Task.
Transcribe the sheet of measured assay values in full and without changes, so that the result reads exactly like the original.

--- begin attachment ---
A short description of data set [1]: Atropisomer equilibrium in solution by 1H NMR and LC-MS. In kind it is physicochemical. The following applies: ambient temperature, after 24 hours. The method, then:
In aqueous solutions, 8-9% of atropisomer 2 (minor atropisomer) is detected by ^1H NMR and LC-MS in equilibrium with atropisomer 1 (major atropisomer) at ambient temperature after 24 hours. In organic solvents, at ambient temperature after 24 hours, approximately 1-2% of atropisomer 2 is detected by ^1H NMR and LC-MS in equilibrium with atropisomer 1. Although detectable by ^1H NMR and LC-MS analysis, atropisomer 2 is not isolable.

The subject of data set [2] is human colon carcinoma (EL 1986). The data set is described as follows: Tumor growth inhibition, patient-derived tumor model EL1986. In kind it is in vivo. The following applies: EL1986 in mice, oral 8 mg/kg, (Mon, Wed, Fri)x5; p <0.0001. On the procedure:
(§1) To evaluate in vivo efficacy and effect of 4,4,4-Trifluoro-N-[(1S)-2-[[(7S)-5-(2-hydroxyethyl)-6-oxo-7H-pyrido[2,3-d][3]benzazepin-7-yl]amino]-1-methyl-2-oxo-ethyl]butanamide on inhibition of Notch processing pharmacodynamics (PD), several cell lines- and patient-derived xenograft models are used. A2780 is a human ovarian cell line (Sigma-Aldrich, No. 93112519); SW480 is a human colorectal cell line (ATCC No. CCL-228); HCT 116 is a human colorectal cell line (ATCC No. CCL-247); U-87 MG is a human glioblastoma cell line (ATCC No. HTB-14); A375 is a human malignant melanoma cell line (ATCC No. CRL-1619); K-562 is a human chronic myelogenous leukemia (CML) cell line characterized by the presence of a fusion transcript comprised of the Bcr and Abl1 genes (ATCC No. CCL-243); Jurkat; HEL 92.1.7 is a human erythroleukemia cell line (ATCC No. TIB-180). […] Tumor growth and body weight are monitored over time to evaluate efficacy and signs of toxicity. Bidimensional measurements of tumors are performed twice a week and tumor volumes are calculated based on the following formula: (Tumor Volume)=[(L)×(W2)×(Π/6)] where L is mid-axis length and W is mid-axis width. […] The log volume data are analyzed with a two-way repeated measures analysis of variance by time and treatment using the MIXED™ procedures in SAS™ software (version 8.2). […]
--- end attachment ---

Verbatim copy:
A short description of data set [1]: Atropisomer equilibrium in solution by 1H NMR and LC-MS. In kind it is physicochemical. The following applies: ambient temperature, after 24 hours. The method, then:
In aqueous solutions, 8-9% of atropisomer 2 (minor atropisomer) is detected by ^1H NMR and LC-MS in equilibrium with atropisomer 1 (major atropisomer) at ambient temperature after 24 hours. In organic solvents, at ambient temperature after 24 hours, approximately 1-2% of atropisomer 2 is detected by ^1H NMR and LC-MS in equilibrium with atropisomer 1. Although detectable by ^1H NMR and LC-MS analysis, atropisomer 2 is not isolable.

The subject of data set [2] is human colon carcinoma (EL 1986). The data set is described as follows: Tumor growth inhibition, patient-derived tumor model EL1986. In kind it is in vivo. The following applies: EL1986 in mice, oral 8 mg/kg, (Mon, Wed, Fri)x5; p <0.0001. On the procedure:
(§1) To evaluate in vivo efficacy and effect of 4,4,4-Trifluoro-N-[(1S)-2-[[(7S)-5-(2-hydroxyethyl)-6-oxo-7H-pyrido[2,3-d][3]benzazepin-7-yl]amino]-1-methyl-2-oxo-ethyl]butanamide on inhibition of Notch processing pharmacodynamics (PD), several cell lines- and patient-derived xenograft models are used. A2780 is a human ovarian cell line (Sigma-Aldrich, No. 93112519); SW480 is a human colorectal cell line (ATCC No. CCL-228); HCT 116 is a human colorectal cell line (ATCC No. CCL-247); U-87 MG is a human glioblastoma cell line (ATCC No. HTB-14); A375 is a human malignant melanoma cell line (ATCC No. CRL-1619); K-562 is a human chronic myelogenous leukemia (CML) cell line characterized by the presence of a fusion transcript comprised of the Bcr and Abl1 genes (ATCC No. CCL-243); Jurkat; HEL 92.1.7 is a human erythroleukemia cell line (ATCC No. TIB-180). […] Tumor growth and body weight are monitored over time to evaluate efficacy and signs of toxicity. Bidimensional measurements of tumors are performed twice a week and tumor volumes are calculated based on the following formula: (Tumor Volume)=[(L)×(W2)×(Π/6)] where L is mid-axis length and W is mid-axis width. […] The log volume data are analyzed with a two-way repeated measures analysis of variance by time and treatment using the MIXED™ procedures in SAS™ software (version 8.2). […]